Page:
It will be seen that the 1.-f. signal from the amplifier 43 is applied to the grids 16 and II in push-pull relation by way of the transformer 51. Grid leak resistors 8 and 9 are provided between the grids S6 and 17, respectively, and ground. It will also be seen that the i.-f. signal from the amplifier 46 is applied over the lead 41 in parallel relation to the grids 22 and 23 of the tubes 18 and 19, respectively. A variable inductance coil 24, by means of which the grid circuit may be tuned, is connected between the grids 22, 23 and ground.

SThe grid 22 of tube 18 is isolated by means of shielding grids 26 and 27 while the grid 23 of tube 189 is isolated by means of shielding grids 28 and 29. The tubes 18 and 19 include suppressor grids 31 and 32, respectively.

0 The cathodes 33 and 34 of the tubes 18 and 19, respectively, are connected through biasing resistors 36 and 37 to ground. The ground points on resistors 36 and 37 may be adjusted by variable taps 38 and 39, respectively, for adjusting , the tube biases to make the tubes act individually as linear amplifiers. Cathode resistor by-pass capacitors 56 and 51 are provided.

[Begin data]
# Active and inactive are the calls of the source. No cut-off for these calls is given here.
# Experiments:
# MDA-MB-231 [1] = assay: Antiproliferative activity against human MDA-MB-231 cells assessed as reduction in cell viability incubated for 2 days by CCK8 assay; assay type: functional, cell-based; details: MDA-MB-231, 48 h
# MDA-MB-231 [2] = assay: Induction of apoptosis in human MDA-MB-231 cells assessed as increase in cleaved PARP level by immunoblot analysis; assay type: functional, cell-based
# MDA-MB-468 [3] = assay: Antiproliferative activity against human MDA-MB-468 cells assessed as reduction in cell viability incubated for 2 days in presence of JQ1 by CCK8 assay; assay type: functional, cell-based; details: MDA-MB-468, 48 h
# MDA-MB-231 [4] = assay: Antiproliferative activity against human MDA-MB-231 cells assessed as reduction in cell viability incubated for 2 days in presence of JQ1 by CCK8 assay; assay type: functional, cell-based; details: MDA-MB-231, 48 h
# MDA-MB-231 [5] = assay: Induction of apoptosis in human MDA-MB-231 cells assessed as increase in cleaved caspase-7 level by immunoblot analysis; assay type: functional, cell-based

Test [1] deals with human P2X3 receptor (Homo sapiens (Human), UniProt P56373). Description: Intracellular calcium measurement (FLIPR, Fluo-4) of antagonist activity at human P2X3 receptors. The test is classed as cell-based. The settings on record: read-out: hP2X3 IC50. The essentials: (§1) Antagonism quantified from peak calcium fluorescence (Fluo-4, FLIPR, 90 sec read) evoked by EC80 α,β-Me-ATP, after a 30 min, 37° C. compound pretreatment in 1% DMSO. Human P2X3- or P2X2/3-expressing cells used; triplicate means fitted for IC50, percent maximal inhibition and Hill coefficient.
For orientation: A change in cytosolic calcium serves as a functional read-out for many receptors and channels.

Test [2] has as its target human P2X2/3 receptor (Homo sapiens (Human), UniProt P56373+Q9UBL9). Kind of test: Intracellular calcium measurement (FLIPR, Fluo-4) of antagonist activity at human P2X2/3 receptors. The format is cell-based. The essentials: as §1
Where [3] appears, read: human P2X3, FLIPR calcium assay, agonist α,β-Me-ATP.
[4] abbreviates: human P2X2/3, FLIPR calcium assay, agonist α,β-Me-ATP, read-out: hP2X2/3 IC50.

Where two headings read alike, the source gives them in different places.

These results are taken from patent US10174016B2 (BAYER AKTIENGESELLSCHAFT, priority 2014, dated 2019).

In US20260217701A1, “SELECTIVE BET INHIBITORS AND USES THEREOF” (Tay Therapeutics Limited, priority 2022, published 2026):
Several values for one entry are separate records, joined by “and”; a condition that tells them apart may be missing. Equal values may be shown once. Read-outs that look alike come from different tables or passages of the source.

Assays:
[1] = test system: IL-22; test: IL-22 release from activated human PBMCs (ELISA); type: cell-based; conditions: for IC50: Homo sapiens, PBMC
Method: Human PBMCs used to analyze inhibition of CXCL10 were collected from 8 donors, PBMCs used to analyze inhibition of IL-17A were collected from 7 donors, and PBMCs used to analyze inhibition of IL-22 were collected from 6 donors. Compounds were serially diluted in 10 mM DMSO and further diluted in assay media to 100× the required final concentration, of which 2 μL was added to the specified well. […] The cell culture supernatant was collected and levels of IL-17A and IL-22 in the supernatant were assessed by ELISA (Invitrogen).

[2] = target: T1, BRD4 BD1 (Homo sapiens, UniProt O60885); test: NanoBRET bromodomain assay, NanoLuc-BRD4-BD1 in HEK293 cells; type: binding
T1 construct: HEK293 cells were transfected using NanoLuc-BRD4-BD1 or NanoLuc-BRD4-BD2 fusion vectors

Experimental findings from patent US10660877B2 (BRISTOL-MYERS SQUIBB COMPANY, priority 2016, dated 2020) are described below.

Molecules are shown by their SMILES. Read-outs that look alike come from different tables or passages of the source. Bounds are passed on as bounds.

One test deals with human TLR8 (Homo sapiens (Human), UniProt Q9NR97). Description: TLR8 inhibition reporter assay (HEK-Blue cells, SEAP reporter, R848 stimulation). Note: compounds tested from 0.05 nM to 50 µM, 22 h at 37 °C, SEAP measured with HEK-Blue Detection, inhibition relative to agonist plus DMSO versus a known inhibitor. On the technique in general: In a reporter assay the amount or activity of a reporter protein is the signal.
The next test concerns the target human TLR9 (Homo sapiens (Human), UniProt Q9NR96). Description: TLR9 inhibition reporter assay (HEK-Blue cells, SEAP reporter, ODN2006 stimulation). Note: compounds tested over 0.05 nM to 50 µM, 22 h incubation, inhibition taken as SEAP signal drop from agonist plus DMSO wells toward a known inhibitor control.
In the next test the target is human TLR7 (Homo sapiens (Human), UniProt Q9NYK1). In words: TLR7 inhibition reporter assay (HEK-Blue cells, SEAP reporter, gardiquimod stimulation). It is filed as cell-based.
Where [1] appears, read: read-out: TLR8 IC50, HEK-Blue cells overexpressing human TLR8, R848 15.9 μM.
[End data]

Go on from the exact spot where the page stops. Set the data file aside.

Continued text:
The anodes 58 and 59 of the tubes 18 and 19, respectively, are connected to opposite ends of o the primary 60 of an output transformer 61. The mid-point of the primary 60 is effectively grounded by means of resistors 62, 63 and 64 which are connected across the primary 60 and grounded at their mid-point through a variable tap 66 and a by-pass capacitor 61. Anode voltage is also applied from a +B source, not shown, through the tap 66 and the resistors 62, 63 and 64 to the anodes 58 and 59. Screen grid voltage is applied to the several screen grids by way 4o of a variable tap 68 and resistors 69, 11 and 12.

Screen grid by-pass capacitors are shown at 13 and 14.